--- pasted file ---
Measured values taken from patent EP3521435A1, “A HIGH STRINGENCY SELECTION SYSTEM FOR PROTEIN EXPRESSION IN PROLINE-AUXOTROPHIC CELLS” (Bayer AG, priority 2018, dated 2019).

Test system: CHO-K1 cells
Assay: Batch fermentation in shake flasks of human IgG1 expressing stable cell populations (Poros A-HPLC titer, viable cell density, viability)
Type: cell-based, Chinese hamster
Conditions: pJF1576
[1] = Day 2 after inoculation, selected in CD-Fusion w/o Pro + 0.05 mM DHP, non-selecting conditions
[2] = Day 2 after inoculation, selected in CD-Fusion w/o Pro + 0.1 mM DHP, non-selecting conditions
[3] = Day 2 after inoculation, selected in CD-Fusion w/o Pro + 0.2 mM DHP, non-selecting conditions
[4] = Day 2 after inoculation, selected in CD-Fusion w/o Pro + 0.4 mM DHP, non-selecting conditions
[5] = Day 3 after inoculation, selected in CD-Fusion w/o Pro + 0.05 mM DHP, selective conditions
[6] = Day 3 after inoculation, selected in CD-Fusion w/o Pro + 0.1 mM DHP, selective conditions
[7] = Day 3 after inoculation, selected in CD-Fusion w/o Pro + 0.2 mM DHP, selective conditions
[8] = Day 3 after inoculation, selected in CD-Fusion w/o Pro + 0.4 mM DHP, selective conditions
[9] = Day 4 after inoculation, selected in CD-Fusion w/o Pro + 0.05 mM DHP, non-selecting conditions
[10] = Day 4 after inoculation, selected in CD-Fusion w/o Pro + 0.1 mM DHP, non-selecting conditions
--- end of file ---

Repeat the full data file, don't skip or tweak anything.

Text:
Measured values taken from patent EP3521435A1, “A HIGH STRINGENCY SELECTION SYSTEM FOR PROTEIN EXPRESSION IN PROLINE-AUXOTROPHIC CELLS” (Bayer AG, priority 2018, dated 2019).

Test system: CHO-K1 cells
Assay: Batch fermentation in shake flasks of human IgG1 expressing stable cell populations (Poros A-HPLC titer, viable cell density, viability)
Type: cell-based, Chinese hamster
Conditions: pJF1576
[1] = Day 2 after inoculation, selected in CD-Fusion w/o Pro + 0.05 mM DHP, non-selecting conditions
[2] = Day 2 after inoculation, selected in CD-Fusion w/o Pro + 0.1 mM DHP, non-selecting conditions
[3] = Day 2 after inoculation, selected in CD-Fusion w/o Pro + 0.2 mM DHP, non-selecting conditions
[4] = Day 2 after inoculation, selected in CD-Fusion w/o Pro + 0.4 mM DHP, non-selecting conditions
[5] = Day 3 after inoculation, selected in CD-Fusion w/o Pro + 0.05 mM DHP, selective conditions
[6] = Day 3 after inoculation, selected in CD-Fusion w/o Pro + 0.1 mM DHP, selective conditions
[7] = Day 3 after inoculation, selected in CD-Fusion w/o Pro + 0.2 mM DHP, selective conditions
[8] = Day 3 after inoculation, selected in CD-Fusion w/o Pro + 0.4 mM DHP, selective conditions
[9] = Day 4 after inoculation, selected in CD-Fusion w/o Pro + 0.05 mM DHP, non-selecting conditions
[10] = Day 4 after inoculation, selected in CD-Fusion w/o Pro + 0.1 mM DHP, non-selecting conditions